Making the Step From Sole Trader to Limited Company: When and Why?

Making the Step From Sole Trader to Limited Company: When and Why?

When starting a business it’s difficult to choose what type of company to set up. Some people who freelance set up as a sole trader because it’s usually the easiest and most obvious option.

However, some then find that as their business expands they want to change over to a limited company. But when is the best time to do this and what are the benefits?


Why set up a limited company?


More credibilitySole Trader to Limited Company

Some people feel that having a limited company gives them more credibility to deal with other businesses. Freelancers are sometimes seen as occasional workers or hobbyists and aren’t taken as seriously.

So if you’re after bigger contracts with bigger businesses, you might want to set up as a company to accommodate this.

Widens your client base

Besides general credibility, some businesses or agencies will only work with other limited companies. They just won’t consider working with a freelancer operating as a sole trader. This is usually to do with trust and security.

Distance between you and the company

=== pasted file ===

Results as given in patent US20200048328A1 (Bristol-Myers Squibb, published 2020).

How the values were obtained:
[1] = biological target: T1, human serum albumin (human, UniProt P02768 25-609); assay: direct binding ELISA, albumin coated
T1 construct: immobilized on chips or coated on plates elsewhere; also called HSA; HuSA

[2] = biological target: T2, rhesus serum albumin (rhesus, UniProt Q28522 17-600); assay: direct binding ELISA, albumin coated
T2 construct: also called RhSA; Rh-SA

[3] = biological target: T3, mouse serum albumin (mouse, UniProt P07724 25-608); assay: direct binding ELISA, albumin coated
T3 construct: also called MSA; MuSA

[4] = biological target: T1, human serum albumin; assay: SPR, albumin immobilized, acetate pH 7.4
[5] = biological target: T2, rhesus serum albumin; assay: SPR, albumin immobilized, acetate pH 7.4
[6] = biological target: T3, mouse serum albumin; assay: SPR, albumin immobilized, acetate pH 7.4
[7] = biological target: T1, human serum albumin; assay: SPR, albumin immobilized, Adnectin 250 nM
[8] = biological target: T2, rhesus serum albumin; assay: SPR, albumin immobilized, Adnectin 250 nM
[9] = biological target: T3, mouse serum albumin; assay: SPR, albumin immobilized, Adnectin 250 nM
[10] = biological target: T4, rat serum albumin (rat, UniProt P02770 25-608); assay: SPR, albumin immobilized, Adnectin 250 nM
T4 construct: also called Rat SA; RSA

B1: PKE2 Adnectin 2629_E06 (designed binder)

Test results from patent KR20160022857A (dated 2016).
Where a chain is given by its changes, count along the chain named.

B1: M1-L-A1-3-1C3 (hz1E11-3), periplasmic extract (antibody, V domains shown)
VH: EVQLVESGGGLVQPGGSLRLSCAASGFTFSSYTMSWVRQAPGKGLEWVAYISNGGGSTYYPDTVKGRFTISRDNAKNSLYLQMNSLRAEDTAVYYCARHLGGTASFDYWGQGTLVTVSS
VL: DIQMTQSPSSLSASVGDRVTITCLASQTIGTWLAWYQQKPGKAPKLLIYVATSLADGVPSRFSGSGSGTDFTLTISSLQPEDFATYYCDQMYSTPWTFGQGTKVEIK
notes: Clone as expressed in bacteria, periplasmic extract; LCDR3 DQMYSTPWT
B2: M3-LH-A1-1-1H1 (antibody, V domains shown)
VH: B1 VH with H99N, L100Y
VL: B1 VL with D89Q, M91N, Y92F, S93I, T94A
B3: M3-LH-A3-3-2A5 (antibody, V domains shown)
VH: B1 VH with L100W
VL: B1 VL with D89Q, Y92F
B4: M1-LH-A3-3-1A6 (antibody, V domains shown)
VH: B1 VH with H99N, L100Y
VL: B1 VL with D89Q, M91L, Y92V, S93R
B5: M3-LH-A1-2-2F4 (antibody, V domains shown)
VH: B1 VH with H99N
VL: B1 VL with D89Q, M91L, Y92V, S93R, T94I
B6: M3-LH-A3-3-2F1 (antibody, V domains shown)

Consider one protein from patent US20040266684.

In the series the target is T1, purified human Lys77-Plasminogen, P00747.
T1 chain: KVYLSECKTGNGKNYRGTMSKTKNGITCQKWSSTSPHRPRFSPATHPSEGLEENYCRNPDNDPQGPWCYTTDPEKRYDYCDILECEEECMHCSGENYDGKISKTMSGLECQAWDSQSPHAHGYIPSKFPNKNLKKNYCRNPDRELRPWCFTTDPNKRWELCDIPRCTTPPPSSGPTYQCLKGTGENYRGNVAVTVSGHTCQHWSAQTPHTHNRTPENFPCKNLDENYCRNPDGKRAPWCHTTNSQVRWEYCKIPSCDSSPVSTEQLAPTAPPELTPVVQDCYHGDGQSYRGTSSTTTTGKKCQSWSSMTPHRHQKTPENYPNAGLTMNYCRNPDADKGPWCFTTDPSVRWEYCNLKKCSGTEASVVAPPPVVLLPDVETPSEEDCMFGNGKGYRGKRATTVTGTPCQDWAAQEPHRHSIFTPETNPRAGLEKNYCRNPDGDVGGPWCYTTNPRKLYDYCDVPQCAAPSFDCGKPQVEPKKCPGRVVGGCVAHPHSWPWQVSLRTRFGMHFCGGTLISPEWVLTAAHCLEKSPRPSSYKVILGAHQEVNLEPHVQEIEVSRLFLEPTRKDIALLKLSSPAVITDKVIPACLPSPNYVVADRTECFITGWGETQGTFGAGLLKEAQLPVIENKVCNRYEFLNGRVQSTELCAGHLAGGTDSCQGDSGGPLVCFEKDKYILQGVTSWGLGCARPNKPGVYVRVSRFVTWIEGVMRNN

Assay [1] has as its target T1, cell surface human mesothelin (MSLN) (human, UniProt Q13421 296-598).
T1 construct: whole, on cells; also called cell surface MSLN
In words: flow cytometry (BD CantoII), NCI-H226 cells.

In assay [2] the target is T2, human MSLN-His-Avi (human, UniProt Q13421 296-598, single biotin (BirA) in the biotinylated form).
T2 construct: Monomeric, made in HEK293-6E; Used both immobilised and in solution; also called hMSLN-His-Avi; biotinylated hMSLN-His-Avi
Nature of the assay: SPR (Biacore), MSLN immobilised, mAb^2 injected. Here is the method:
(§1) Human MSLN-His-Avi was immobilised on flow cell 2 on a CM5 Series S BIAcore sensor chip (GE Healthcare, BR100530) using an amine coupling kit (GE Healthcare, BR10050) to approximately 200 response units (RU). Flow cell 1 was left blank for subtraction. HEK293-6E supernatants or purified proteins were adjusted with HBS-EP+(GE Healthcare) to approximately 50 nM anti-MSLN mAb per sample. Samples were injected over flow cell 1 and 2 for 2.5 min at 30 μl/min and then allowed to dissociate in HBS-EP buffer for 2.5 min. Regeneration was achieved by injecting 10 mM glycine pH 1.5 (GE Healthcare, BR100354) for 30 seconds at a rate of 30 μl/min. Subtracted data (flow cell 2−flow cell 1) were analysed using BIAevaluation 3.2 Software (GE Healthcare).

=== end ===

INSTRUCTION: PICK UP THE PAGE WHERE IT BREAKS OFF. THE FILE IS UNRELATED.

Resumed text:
As the owner of a limited company, you have limited liability over the company. This means that if your company fails you have more protection. As a sole trader, your personal assets like your house, car or any other belongings are potentially at risk if your business fails.

Loans or mortgages access

Some banks will look more favourably on you if you’re the director of a limited company as opposed to a sole trader if you want to apply for a mortgage or a business loan.


The downsides


More paperwork

As an owner of a limited company, you’ll need to start giving statutory returns to Companies House every year which includes annual tax returns and annual accounts. If you reach the threshold, you might also have to register for VAT.

An accountant will be a great help here if you haven’t got one already. They’ll keep you aware of the important dates for filing information and advise you on how much to keep back for tax payments.

More costs

The main concern that people have over incorporating is how much money it costs to do. The initial fees are only small. If you register your company online you’ll have to pay £12, if by post then £40.

However, the costs don’t end there. As you’re dealing with more paperwork, your accountant will most likely have to charge you more than if you were a sole trader. However, this can potentially be offset by tax savings.

While a sole trader simply pays Income Tax and National Insurance contributions, a company will also be liable to pay Corporation Tax. You’ll also be charged Income Tax and NI on any salary you give yourself. In order to become more tax efficient, most people pay themselves dividends as well as a small salary.

If your turnover is low at the moment, then you might find that the extra costs associated with setting up a company are too high. If you’ve got an accountant, you can get some advice from them about what’s best for you.

Are you thinking about starting a limited company? If you’d like to know more about our limited company services, you can visit our website here.


Kara is a content writer for The Accountancy Partnership.